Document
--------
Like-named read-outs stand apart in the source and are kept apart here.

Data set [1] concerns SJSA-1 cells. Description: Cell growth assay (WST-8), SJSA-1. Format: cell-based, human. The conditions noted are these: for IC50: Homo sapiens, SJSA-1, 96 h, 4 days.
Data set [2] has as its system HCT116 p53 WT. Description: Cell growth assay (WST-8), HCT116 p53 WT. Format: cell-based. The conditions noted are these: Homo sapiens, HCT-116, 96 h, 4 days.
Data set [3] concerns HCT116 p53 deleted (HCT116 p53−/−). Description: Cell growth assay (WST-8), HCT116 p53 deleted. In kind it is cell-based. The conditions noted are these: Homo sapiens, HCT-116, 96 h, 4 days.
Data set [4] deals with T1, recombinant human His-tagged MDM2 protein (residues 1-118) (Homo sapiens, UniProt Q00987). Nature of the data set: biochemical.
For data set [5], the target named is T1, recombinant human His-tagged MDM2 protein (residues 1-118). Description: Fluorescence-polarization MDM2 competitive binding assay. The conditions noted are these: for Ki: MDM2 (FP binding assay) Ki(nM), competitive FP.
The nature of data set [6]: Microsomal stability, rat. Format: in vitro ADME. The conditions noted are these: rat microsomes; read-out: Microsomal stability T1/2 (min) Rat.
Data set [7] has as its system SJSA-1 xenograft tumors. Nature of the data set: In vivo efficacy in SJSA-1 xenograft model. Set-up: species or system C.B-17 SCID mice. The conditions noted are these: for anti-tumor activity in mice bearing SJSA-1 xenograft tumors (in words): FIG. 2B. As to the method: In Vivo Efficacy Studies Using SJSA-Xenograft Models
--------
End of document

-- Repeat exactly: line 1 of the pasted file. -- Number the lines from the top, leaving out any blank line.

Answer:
Like-named read-outs stand apart in the source and are kept apart here.